What is the Best Supplement For High Blood Pressure?

Hypertension, or high blood pressure, is becoming the number one cause of cardiovascular disease death, and it’s an epidemic that is truly out of control (60 percent of the population has elevated blood pressure). Prehypertension (above normal blood pressure but not quite hypertension) is also a risk for stroke, like hypertension.

There are a variety of drugs that can mean the difference between life and death, so attempting to use mostly unproven supplements is very dangerous in this category. There are a few supplements that stand out—where the benefit may exceed the risk— but overall the most impressive research in this area has been on how comprehensive lifestyle changes (not just sodium and alcohol reduction) could profoundly lower blood pressure and reduce the need for low-dose blood pressure medications.

Clinical trials such as DASH (Dietary Approaches to Stop Hypertension), which our tax dollars helped fund, could finally help people realize that they have the power to reduce their risk of this disease. Just a 2 mm Hg (millimeters of mercury) drop in blood pressure can reduce the risk of death from stroke, heart disease, and all causes!

One more thing: If you’re worried about hypertension, then you should buy a home blood pressure monitoring device (my favorite company is Omron), which you can use whenever you want. (I recommend taking your blood pressure once or twice every 3 months from both arms and giving the results to your doctor.) One of the most important health indicators ever discovered is blood pressure, and we take it only once a year! Come on, folks! (Having your own blood pressure device also helps you avoid “white coat syndrome,” where your blood pressure shoots up at the doctor’s office because you’re stressed.)

What is High Blood Pressure?

When the arteries are damaged, they are less elastic, less compliant, taking more force to get blood to flow through them. That’s high blood pressure. A consistent reading of 140/90 mm Hg is considered high, but if it’s between 120 to 139/80 to 89 mm Hg, you have prehypertension, which increases your risk of developing full-blown hypertension. I think of this as a wake-up call. (The number on top is the systolic pressure and the number on the bottom is the diastolic pressure, both of which measure pressure in your arteries.)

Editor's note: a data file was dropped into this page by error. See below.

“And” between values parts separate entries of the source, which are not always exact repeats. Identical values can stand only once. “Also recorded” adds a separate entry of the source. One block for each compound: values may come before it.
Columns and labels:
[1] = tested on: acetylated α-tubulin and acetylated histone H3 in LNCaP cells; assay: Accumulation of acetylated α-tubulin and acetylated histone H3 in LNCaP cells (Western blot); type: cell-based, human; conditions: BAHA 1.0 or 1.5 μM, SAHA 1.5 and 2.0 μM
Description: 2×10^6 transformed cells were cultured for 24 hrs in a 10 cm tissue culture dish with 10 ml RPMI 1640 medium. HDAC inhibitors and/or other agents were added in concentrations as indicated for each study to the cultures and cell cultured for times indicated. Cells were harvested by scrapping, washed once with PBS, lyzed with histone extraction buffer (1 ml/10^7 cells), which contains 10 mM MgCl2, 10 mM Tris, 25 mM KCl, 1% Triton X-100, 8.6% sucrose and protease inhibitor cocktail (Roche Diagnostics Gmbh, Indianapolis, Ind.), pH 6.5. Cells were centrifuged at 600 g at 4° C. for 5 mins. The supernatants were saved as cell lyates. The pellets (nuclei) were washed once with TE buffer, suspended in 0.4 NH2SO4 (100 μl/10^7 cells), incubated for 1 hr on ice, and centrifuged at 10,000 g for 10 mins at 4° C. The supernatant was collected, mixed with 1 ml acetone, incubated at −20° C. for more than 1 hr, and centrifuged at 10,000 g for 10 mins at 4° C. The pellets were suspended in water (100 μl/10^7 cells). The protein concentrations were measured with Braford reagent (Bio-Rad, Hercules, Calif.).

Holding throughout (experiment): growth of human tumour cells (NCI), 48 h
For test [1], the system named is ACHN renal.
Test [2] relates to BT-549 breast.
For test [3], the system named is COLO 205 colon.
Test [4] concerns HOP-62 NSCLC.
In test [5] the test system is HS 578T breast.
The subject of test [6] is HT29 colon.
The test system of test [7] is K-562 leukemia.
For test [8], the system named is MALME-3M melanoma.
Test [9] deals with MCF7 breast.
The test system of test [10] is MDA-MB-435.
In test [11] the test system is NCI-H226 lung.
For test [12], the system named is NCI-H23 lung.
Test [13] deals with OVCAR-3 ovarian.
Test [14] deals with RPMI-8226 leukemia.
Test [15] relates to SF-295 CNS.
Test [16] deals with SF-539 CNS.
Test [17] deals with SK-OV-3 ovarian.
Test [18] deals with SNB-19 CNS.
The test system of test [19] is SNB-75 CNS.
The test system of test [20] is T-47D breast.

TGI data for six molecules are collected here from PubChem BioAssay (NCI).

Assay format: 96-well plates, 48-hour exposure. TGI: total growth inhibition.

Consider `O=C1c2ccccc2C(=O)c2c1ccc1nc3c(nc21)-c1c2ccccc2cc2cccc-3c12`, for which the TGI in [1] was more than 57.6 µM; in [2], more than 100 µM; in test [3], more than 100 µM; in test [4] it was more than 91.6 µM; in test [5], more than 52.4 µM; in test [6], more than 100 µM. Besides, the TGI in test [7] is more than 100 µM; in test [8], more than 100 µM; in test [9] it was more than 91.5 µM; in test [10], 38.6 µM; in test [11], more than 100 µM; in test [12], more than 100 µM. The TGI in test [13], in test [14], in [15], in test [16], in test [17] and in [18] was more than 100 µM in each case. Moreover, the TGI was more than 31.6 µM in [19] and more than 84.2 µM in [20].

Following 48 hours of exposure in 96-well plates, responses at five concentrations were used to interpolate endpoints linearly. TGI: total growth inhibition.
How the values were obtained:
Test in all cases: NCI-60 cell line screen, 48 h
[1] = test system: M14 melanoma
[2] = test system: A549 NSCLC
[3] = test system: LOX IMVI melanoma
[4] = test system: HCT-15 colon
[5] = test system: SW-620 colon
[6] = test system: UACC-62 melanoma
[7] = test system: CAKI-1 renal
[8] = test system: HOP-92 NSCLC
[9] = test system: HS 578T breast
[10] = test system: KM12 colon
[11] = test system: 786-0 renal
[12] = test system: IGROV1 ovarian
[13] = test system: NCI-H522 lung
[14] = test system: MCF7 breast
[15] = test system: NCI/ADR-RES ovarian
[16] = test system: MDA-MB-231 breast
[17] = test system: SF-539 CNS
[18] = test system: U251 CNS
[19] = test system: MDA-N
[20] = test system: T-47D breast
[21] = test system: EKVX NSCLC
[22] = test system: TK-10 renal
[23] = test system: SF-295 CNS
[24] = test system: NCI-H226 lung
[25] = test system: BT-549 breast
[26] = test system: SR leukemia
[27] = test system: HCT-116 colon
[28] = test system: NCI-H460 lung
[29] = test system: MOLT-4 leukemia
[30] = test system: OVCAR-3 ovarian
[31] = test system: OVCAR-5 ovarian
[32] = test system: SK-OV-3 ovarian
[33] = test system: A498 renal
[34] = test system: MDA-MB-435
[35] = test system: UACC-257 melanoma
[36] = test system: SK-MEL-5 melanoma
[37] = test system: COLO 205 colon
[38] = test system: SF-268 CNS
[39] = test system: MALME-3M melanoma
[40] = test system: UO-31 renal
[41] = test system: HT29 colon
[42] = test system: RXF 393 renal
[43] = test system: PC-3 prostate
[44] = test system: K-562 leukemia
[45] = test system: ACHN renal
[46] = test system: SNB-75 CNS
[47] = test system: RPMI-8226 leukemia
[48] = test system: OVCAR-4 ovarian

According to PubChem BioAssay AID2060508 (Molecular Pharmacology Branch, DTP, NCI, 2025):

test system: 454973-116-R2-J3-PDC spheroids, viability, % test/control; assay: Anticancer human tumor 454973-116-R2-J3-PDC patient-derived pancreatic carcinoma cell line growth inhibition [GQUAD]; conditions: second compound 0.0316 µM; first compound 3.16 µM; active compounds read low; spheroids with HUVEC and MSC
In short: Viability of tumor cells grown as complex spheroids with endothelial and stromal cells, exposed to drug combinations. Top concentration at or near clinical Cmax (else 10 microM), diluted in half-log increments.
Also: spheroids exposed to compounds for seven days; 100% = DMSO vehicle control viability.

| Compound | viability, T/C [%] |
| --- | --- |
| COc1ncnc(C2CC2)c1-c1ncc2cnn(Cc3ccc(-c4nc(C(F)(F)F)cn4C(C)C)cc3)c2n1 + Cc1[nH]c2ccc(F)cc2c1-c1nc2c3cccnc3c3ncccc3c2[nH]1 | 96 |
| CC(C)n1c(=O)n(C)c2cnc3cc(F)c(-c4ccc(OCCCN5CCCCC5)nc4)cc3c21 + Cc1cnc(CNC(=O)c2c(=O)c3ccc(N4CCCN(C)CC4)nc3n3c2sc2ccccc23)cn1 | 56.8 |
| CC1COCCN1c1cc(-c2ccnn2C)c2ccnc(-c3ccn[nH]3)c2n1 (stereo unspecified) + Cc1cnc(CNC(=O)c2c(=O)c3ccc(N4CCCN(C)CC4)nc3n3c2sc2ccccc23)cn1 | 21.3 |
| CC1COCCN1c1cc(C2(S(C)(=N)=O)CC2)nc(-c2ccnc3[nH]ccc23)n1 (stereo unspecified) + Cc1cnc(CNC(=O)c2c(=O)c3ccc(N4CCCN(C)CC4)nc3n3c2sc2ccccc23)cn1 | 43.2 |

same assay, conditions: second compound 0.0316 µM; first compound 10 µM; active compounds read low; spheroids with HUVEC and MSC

Hypertension can be caused by stress, heart disease, tobacco, alcohol, family history, genetics, and more. Sometimes, there is no easy-to-pinpoint cause. Regardless, it needs to be treated ASAP, starting with lifestyle changes.

What are the Best Supplements For TreatingHigh Blood Pressure?

1. L-arginine 4 to 8 grams a day or L-citrulline 2 to 4 grams a day

L-arginine and L-citrulline increase blood levels of nitric oxide, which can dilate blood vessels and reduce blood pressure (see the Erectile Dysfunction section). It really is that simple. More than 10 randomized trials have shown that L-arginine can reduce systolic blood pressure an average of 5 to 6 mm Hg and diastolic by 2 to 3 mm Hg (some subjects were on blood pressure meds, while others weren’t). The problem is knowing what dosage works, and this is not easy to predict. In studies, doses have ranged from 4,000 milligrams to more than 20 grams (much of L-arginine is inactivated soon after ingesting it). Based on three of the most credible trials, though, the average dose per day was 4 to 8 grams, and the most common side effect was diarrhea.